Hard to believe that summer is just around the corner. The
summer months are always a challenge on several fronts. First
it can create havoc in the manufacturing process between
the heat and the humidity. The second is the candle market
itself seems to go on vacation. Since people spend more time
outside, on vacation and leave the windows open more often
the tendency from most consumers are to burn less candles.
The first issue on the manufacturing side is something that
can be addressed in a couple of ways. If humidity is a factor,
it will be important to pre heat your containers/molds to
take the humidity off the surface. It is a good practice
to always preheat your containers because during the winter
months the “chill” on the glass will have an
impact on the finish of the candle.
Depending if your workspace is air-conditioned or not will
determine if you have to adjust your pouring temperature.
Certain waxes have effects, (mottling etc.) which are caused
by the cooling process. When it becomes too hot the cooling
process takes longer and in some instances you may loose
the effect. By reducing your pouring temperature it may allow
the workspace to remain hot and still get the desired effect.
The second issue of candle sales declining during the summer
months is a more difficult challenge unless you are in a
resort town. We have written in the past how important it
is to continue to increase the awareness of candles as a
year round item. See
past issues of the Enlightener. While Candles are not
always in the consumers’ minds during the summer there
are ways to continue to promote them in the upcoming months.
are many camps that take place in the summer contact some
of these and offer to teach a lesson on candle making. If
the age group is too young to handle hot wax consider offering
to teach a class using Wax Art Crystals (see
past issue of the Enlightener) or making beeswax candles
with beeswax sheets. While these products may not be part
of your standard product line, by offering these products
it is a way to continually remind consumers that candles
are a great item.
The summer months are also a time that many festivals and
carnivals are held. If you have never done one of these events
it may be a great time to try. In addition to offering summer
fragrances you may want to take some of your unsold candles
and sell at a greatly reduce price that will get the customers
attention. This will allow you to sell inventory that normally
would sit until the fall and a potential long term customer
will get a chance to try your candles at a reduced price.
making candles that are suitable for outside use. If you
pour into tin buckets or something similar, colors are not
really important and you might be able to use scrap wax.
You can scent these heavily with a citronella or other outdoor
scents. One important note is that the buckets should be
seamless and even though the candles are burned outside the
same precautions should be used by the end user.
If your workspace and cash flow allows, summer can also
be a great time to get head for the fall season. It seems
when fall comes there is just not enough time in the day
to get everything done. Just think if you could have done
some of those candles in June and July the other things you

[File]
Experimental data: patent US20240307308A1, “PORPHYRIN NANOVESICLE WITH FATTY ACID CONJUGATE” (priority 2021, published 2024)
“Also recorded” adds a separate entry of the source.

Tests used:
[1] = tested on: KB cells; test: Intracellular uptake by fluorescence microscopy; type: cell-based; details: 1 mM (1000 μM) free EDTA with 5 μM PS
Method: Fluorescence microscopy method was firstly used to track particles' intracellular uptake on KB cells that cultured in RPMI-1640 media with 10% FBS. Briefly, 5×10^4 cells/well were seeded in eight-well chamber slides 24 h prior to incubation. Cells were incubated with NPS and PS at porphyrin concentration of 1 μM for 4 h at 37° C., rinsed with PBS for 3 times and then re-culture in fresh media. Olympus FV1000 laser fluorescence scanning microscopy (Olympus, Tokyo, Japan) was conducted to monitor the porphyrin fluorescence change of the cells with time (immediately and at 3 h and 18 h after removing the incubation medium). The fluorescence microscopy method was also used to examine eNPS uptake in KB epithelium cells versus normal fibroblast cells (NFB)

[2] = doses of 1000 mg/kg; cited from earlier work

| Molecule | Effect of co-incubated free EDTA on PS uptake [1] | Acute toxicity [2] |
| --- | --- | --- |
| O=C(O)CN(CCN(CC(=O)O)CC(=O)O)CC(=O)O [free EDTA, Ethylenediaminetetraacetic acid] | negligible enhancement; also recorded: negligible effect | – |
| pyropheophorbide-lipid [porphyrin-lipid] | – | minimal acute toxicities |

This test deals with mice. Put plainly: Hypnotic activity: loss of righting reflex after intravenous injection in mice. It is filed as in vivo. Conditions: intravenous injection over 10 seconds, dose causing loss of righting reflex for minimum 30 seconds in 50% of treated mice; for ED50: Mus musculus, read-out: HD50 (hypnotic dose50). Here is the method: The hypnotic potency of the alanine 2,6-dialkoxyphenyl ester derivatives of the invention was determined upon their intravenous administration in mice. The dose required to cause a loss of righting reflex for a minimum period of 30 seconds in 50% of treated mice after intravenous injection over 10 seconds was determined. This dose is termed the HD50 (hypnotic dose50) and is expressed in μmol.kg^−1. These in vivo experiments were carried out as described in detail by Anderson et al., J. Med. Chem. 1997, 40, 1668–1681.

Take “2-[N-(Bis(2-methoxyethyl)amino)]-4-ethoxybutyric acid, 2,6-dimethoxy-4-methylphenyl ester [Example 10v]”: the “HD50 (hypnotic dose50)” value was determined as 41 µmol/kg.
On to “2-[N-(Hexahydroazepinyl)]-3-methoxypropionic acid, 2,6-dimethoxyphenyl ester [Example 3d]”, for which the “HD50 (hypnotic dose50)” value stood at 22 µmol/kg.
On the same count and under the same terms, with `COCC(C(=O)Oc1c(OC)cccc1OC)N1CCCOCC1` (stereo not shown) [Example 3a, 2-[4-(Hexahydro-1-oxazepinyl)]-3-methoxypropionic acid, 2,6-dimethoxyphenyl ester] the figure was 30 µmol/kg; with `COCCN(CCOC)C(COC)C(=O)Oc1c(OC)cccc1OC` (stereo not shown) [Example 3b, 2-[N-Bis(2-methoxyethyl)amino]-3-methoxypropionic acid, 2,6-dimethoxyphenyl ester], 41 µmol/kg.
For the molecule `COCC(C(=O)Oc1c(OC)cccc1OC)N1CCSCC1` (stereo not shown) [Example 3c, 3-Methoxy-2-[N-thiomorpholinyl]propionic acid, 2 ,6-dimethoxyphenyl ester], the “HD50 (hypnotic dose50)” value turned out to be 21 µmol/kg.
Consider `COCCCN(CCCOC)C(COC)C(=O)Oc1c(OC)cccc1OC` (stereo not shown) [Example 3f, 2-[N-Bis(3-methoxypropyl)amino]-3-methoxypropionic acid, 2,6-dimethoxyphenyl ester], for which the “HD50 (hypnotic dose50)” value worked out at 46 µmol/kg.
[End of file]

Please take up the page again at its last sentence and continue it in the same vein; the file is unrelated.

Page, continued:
could get done during the fall season.
If you don’t like anything identified yet, one final
thought might be if you have not yet tried, make decorative
Soap part of your line. While lighting a candle may be furthest
thing in many consumers’ minds during the summer months,
you can bet they will be taking a shower sometime in the
While it sure is tempting to take advantage of the nice
weather that summer brings, if you are serious about candle
making you should not just let your business take a vacation.
One question that I get asked quite often ever since “one
pours” were introduced is Why
would I want a wax that needs to be topped off?
Many candle makers use low shrink or one pours, but there
are other options available. All paraffin waxes shrink
so one pours have additives such as petrolatum and soy
to help reduce the shrinkage. These make very nice candles
but creating different looks is not possible with these
waxes. You cannot make mottled candles, achieve vibrant
colors and in some instances you do not get the scent throw
you may get with a paraffin-based wax. While the low shrinkage
waxes are good to use, be sure you at least look at some
of the other paraffin based products.
In many instances we at
Candlewic eat, sleep and breathe candle making and
assume everyone knows all of the terms that are associated
with the Industry. In each issue we will try to introduce
some of the terms that may not always be part of
the standard crafting world.
Topping Off or Back Filling
Most waxes have some level of shrinkage associated when using.
As the candle hardens it will shrink and additional wax will
need to be added to level off the top. These is commonly referred
to as Topping Off or back filling. Note: Most Soy waxes and
some container blends have additives that help reduce the shrinkage.
These dyes have been developed for use in cut n carve. They are
pigments ground into wax. They are only suitable for overdipping
and cut n carve applications. They will not fade or blead.
The amount of fragrance being added to the wax. In most instance
this is measure in percent.
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